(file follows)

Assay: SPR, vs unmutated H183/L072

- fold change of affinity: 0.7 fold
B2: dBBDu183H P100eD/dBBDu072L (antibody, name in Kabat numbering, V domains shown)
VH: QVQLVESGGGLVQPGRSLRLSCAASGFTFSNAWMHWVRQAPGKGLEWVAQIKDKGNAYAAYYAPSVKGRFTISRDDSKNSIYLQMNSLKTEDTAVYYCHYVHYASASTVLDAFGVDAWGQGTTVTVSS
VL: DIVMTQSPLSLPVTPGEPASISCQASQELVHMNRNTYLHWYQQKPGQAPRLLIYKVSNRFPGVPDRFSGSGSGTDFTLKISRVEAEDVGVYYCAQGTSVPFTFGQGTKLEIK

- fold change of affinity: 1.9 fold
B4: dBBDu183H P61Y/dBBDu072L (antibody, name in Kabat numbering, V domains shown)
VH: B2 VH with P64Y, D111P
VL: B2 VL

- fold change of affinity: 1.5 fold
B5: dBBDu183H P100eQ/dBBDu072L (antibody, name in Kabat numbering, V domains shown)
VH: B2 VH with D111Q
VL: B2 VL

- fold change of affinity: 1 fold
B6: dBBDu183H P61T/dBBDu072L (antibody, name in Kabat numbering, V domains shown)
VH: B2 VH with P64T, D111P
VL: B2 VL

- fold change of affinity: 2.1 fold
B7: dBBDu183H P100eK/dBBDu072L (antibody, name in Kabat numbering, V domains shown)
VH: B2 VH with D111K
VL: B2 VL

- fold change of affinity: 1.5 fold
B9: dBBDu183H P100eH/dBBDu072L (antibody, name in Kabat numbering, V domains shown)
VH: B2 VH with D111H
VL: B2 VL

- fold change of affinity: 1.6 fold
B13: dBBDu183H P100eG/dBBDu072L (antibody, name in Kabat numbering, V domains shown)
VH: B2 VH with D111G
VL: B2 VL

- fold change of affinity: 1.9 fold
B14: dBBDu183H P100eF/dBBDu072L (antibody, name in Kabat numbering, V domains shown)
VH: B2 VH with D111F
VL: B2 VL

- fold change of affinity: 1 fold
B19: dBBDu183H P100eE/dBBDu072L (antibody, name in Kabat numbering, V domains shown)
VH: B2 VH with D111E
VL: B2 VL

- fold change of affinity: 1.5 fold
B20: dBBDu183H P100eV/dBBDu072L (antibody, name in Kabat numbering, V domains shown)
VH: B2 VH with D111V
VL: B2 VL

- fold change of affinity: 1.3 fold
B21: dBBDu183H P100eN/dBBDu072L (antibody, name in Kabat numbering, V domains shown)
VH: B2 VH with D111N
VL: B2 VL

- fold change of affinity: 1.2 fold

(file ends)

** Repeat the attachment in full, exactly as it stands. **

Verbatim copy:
Assay: SPR, vs unmutated H183/L072

- fold change of affinity: 0.7 fold
B2: dBBDu183H P100eD/dBBDu072L (antibody, name in Kabat numbering, V domains shown)
VH: QVQLVESGGGLVQPGRSLRLSCAASGFTFSNAWMHWVRQAPGKGLEWVAQIKDKGNAYAAYYAPSVKGRFTISRDDSKNSIYLQMNSLKTEDTAVYYCHYVHYASASTVLDAFGVDAWGQGTTVTVSS
VL: DIVMTQSPLSLPVTPGEPASISCQASQELVHMNRNTYLHWYQQKPGQAPRLLIYKVSNRFPGVPDRFSGSGSGTDFTLKISRVEAEDVGVYYCAQGTSVPFTFGQGTKLEIK

- fold change of affinity: 1.9 fold
B4: dBBDu183H P61Y/dBBDu072L (antibody, name in Kabat numbering, V domains shown)
VH: B2 VH with P64Y, D111P
VL: B2 VL

- fold change of affinity: 1.5 fold
B5: dBBDu183H P100eQ/dBBDu072L (antibody, name in Kabat numbering, V domains shown)
VH: B2 VH with D111Q
VL: B2 VL

- fold change of affinity: 1 fold
B6: dBBDu183H P61T/dBBDu072L (antibody, name in Kabat numbering, V domains shown)
VH: B2 VH with P64T, D111P
VL: B2 VL

- fold change of affinity: 2.1 fold
B7: dBBDu183H P100eK/dBBDu072L (antibody, name in Kabat numbering, V domains shown)
VH: B2 VH with D111K
VL: B2 VL

- fold change of affinity: 1.5 fold
B9: dBBDu183H P100eH/dBBDu072L (antibody, name in Kabat numbering, V domains shown)
VH: B2 VH with D111H
VL: B2 VL

- fold change of affinity: 1.6 fold
B13: dBBDu183H P100eG/dBBDu072L (antibody, name in Kabat numbering, V domains shown)
VH: B2 VH with D111G
VL: B2 VL

- fold change of affinity: 1.9 fold
B14: dBBDu183H P100eF/dBBDu072L (antibody, name in Kabat numbering, V domains shown)
VH: B2 VH with D111F
VL: B2 VL

- fold change of affinity: 1 fold
B19: dBBDu183H P100eE/dBBDu072L (antibody, name in Kabat numbering, V domains shown)
VH: B2 VH with D111E
VL: B2 VL

- fold change of affinity: 1.5 fold
B20: dBBDu183H P100eV/dBBDu072L (antibody, name in Kabat numbering, V domains shown)
VH: B2 VH with D111V
VL: B2 VL

- fold change of affinity: 1.3 fold
B21: dBBDu183H P100eN/dBBDu072L (antibody, name in Kabat numbering, V domains shown)
VH: B2 VH with D111N
VL: B2 VL

- fold change of affinity: 1.2 fold